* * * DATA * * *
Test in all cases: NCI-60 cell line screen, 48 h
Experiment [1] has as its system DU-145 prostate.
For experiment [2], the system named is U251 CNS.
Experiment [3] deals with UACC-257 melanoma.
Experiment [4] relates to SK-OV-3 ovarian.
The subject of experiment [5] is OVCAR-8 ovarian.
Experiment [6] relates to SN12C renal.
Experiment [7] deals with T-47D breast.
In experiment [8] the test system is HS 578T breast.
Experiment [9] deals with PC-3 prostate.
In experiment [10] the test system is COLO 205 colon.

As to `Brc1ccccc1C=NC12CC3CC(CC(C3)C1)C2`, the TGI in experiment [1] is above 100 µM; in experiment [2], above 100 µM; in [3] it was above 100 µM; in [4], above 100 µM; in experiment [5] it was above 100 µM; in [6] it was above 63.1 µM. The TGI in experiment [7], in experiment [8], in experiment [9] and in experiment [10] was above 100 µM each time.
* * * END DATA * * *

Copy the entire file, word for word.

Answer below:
Test in all cases: NCI-60 cell line screen, 48 h
Experiment [1] has as its system DU-145 prostate.
For experiment [2], the system named is U251 CNS.
Experiment [3] deals with UACC-257 melanoma.
Experiment [4] relates to SK-OV-3 ovarian.
The subject of experiment [5] is OVCAR-8 ovarian.
Experiment [6] relates to SN12C renal.
Experiment [7] deals with T-47D breast.
In experiment [8] the test system is HS 578T breast.
Experiment [9] deals with PC-3 prostate.
In experiment [10] the test system is COLO 205 colon.

As to `Brc1ccccc1C=NC12CC3CC(CC(C3)C1)C2`, the TGI in experiment [1] is above 100 µM; in experiment [2], above 100 µM; in [3] it was above 100 µM; in [4], above 100 µM; in experiment [5] it was above 100 µM; in [6] it was above 63.1 µM. The TGI in experiment [7], in experiment [8], in experiment [9] and in experiment [10] was above 100 µM each time.